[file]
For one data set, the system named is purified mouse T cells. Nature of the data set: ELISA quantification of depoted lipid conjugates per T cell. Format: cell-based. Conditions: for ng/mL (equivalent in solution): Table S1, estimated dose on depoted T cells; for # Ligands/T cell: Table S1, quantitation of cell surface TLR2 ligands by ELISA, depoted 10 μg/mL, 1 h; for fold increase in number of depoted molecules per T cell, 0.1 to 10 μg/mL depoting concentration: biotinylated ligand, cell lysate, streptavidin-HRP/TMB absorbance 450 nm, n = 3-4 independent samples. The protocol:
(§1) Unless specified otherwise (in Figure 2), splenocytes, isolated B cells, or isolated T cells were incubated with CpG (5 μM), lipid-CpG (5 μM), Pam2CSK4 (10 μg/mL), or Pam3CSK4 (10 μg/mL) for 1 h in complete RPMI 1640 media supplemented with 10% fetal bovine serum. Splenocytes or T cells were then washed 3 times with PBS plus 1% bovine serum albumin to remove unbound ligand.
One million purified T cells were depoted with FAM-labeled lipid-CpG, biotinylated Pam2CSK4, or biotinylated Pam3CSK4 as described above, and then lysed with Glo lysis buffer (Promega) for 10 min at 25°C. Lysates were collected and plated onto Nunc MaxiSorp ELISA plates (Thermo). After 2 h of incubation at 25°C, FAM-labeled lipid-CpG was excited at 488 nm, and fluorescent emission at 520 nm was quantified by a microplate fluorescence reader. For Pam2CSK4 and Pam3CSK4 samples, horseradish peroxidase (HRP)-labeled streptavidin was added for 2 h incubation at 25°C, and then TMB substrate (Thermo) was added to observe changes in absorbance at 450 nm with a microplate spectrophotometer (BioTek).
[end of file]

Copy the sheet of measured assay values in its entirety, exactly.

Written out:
For one data set, the system named is purified mouse T cells. Nature of the data set: ELISA quantification of depoted lipid conjugates per T cell. Format: cell-based. Conditions: for ng/mL (equivalent in solution): Table S1, estimated dose on depoted T cells; for # Ligands/T cell: Table S1, quantitation of cell surface TLR2 ligands by ELISA, depoted 10 μg/mL, 1 h; for fold increase in number of depoted molecules per T cell, 0.1 to 10 μg/mL depoting concentration: biotinylated ligand, cell lysate, streptavidin-HRP/TMB absorbance 450 nm, n = 3-4 independent samples. The protocol:
(§1) Unless specified otherwise (in Figure 2), splenocytes, isolated B cells, or isolated T cells were incubated with CpG (5 μM), lipid-CpG (5 μM), Pam2CSK4 (10 μg/mL), or Pam3CSK4 (10 μg/mL) for 1 h in complete RPMI 1640 media supplemented with 10% fetal bovine serum. Splenocytes or T cells were then washed 3 times with PBS plus 1% bovine serum albumin to remove unbound ligand.
One million purified T cells were depoted with FAM-labeled lipid-CpG, biotinylated Pam2CSK4, or biotinylated Pam3CSK4 as described above, and then lysed with Glo lysis buffer (Promega) for 10 min at 25°C. Lysates were collected and plated onto Nunc MaxiSorp ELISA plates (Thermo). After 2 h of incubation at 25°C, FAM-labeled lipid-CpG was excited at 488 nm, and fluorescent emission at 520 nm was quantified by a microplate fluorescence reader. For Pam2CSK4 and Pam3CSK4 samples, horseradish peroxidase (HRP)-labeled streptavidin was added for 2 h incubation at 25°C, and then TMB substrate (Thermo) was added to observe changes in absorbance at 450 nm with a microplate spectrophotometer (BioTek).